About the University of Leicester

Peter Jackson

The University has learned, with great sadness, of the death of Professor Peter Jackson, one of the longest serving members of our academic staff.

  • A funeral service for Professor Jackson will be held at 12.30pm on Thursday 8 September at Great Glen Crematorium, followed by a celebration of his life at Brookfield. Friends and colleagues are welcome.

Born and educated in Paisley, near Glasgow, Peter had initial dreams of working in chemistry, inspired by seeing George Porter on television. He studied for a BA in Business Economics and Organisation Theory at the University of Strathclyde in the 1960s. He later said: “I have never been a pure breed economist – more of a polymath social scientist. Strathclyde was a wonderful place to study as an undergraduate. I was able to explore a wide range of subjects: economics, sociology, industrial psychology, statistics and economic history.”

Peter worked at the Treasury for three years, working directly under Wynne Godley, the Government’s Deputy Chief Economic Adviser. He was assigned to a project examining the growth, management and control of UK public expenditure, which remained one of his central research interests throughout his subsequent career.

In 1972 he was appointed Lecturer in Economics at the University of Stirling, where he also gained his PhD. While at Stirling, under Professor Andrew Bain, Peter prepared new courses in monetary economics, public finance, general equilibrium micro theory, environmental economics and public policy. “It was a fantastic period in my life,” he recalled. “I still remain a strong advocate of the view that if you want to learn a subject then teach it.”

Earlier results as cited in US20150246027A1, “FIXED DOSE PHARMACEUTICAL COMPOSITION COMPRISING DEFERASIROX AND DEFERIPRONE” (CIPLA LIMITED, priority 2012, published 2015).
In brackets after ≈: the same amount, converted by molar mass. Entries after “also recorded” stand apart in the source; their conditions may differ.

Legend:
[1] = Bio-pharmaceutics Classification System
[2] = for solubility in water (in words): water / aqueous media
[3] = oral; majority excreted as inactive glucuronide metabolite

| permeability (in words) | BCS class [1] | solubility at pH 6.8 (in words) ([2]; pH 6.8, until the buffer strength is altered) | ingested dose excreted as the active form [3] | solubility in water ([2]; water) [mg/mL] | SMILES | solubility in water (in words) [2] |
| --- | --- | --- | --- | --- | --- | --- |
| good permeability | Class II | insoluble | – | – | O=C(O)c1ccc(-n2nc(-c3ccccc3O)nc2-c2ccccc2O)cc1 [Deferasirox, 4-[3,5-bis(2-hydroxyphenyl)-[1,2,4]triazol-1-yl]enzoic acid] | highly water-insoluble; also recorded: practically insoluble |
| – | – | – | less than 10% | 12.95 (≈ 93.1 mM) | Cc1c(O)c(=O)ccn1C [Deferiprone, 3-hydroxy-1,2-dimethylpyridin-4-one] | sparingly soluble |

Although he was offered a post at Cambridge under Professor Gordon Cameron, Peter was persuaded by friends to apply to Leicester where there was an opening for Director of the newly created Public Sector Economics Research Centre (PSERC), part of the Department of Economics. He came to Leicester in 1978 and remained here for 44 years.

During his ten years as Director of PSERC, Peter raised more than two million pounds of funding from the ESRC, Leverhulme Trust, Nuffield and other sources. For six of those years he was also Head of Department. He also spent two years combining his work at Leicester with a role as British representative on the EU’s Biehl Commission, visiting Brussels for meetings every month. He was additionally commissioned to conduct research for the Department of the Environment and for the OECD.